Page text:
FabDoc—Portable Version Control System for Makers

Article and images by Kevin Cheng

A head-mounted recorder

Most makers in most makerspaces are willing to share the intricate details of their creations, but this involves a lot of work:

  1. filming the entire process
  2. understanding your target readers
  3. gathering information and writing an article
  4. posting the article on various platforms

This means makers have to put in at least twice as much effort in order to share their knowledge with the rest of the world.If you want readers to understand your work better, you often have to reshoot the whole thing to get the film or photography just right. Often you end up spending an age explaining how the product is made, and the filming itself becomes part of the final product. In fact, most makers write down their process not merely to share the details but also to keep a record for themselves.

The reason is simple: it’s impossible to finish a project in one go. 

In the Taipei Hackerspace two years ago, we started discussing why version control systems only exist in software. Could they be used for software/hardware projects, too? Everybody makes mistakes or finds errors—does that mean we should start recording our projects in discrete steps?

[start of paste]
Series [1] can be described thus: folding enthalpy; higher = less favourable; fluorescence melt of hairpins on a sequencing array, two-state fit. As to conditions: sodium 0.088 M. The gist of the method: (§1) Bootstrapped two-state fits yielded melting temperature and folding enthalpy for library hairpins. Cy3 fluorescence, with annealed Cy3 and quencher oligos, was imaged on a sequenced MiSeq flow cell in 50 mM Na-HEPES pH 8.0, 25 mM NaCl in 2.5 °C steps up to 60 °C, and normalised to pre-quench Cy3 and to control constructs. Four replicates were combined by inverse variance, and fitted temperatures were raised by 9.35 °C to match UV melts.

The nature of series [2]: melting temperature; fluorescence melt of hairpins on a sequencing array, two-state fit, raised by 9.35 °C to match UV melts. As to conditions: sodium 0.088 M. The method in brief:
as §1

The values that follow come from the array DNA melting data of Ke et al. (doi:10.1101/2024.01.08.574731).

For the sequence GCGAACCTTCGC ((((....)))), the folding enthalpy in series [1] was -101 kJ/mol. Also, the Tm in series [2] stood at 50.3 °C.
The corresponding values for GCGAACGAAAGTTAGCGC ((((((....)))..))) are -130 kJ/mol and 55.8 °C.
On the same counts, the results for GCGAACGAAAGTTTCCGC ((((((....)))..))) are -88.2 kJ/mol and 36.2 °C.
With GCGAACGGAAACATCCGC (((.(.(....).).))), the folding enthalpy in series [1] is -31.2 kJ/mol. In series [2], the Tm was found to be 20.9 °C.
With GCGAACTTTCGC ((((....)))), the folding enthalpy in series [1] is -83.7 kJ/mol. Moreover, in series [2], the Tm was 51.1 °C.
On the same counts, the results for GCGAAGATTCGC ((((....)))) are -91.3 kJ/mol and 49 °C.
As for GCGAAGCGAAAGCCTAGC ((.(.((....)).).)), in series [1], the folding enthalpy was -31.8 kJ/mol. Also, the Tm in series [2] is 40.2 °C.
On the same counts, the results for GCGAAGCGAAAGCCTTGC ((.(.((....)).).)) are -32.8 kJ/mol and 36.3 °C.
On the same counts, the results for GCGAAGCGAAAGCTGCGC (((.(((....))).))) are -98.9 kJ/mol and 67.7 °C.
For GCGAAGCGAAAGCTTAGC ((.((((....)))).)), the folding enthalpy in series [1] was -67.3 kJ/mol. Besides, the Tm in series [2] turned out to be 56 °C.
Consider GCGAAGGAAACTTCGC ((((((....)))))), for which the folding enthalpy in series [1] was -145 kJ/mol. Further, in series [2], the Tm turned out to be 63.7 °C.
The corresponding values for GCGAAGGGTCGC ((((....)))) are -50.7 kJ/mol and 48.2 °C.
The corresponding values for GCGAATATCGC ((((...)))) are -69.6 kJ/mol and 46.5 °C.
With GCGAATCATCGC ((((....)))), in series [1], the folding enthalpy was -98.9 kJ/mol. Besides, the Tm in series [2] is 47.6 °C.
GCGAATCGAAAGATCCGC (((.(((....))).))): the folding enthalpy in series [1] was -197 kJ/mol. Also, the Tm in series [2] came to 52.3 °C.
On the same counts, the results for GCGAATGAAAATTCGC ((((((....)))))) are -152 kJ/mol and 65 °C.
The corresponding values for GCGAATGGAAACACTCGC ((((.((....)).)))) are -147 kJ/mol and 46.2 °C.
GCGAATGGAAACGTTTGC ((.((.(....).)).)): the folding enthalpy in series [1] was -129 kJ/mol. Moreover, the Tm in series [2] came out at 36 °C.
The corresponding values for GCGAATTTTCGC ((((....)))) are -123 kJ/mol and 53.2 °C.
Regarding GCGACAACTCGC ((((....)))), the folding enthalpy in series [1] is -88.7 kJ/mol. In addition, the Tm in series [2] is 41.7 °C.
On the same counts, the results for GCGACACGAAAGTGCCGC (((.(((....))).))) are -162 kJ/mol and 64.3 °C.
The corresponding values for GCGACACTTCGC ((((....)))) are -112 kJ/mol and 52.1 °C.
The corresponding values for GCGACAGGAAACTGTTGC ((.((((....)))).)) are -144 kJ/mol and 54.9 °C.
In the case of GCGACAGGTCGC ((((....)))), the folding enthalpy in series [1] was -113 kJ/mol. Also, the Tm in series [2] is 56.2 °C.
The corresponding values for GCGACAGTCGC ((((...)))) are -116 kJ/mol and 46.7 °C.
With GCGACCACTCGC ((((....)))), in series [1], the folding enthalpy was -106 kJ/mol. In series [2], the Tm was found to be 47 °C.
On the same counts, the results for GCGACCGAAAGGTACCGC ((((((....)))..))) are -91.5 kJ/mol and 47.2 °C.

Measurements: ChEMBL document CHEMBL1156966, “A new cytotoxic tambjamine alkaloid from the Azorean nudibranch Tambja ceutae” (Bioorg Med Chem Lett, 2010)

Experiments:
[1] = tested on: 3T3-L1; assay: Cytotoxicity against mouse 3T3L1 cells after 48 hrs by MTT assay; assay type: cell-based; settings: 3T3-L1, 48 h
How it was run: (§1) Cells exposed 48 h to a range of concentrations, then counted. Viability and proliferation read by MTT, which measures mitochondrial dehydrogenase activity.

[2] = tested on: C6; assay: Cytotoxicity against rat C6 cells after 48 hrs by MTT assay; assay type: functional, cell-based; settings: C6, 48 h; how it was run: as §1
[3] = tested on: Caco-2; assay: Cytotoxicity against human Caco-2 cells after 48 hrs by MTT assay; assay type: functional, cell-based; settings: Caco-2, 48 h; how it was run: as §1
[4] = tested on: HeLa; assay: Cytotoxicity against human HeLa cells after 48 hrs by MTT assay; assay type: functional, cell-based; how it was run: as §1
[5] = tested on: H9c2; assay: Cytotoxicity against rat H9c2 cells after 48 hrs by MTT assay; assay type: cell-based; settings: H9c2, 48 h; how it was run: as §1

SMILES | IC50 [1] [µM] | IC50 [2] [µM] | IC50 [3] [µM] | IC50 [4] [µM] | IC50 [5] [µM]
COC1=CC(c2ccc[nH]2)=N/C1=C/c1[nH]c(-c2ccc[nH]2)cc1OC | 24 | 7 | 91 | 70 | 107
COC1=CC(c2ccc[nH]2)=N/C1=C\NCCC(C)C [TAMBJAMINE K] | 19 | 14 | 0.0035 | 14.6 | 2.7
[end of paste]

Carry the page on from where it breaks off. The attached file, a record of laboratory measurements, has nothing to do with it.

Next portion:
That’s why we started simplifying the recording by incorporating the idea of Git from software distributed version control, and dividing it into two types: device (hardware) and console (software)

Hardware

This is mainly for Raspberry Pi and camera modules. By affixing the camera to a pair of goggles with a portable battery, and then following a script while the camera takes regular snap shots, you can automatically upload time-lapse images to the experimental web app in real time, without having to put down your work just to take photos. 

We recently installed a Raspberry Pi on a climbing helmet, which has a 18650 battery that can power the device. 

Automatically recording everything you do!

Software

The above-mentioned web app is currently only an experimental platform. 

The initial plan is to use QR codes to verify the hardware on the software server; the photos will then be transferred to your browser in real time. The time-lapse photos synced to your browser, e.g. at five-second intervals, are “pre-commit”, which means that you can choose which key steps to keep once the day’s work is done (much like a Git commit). The files will then be uploaded to the database (much like a Git push). 

This project is still under development and is MIT licensed. For further information, follow the links below.

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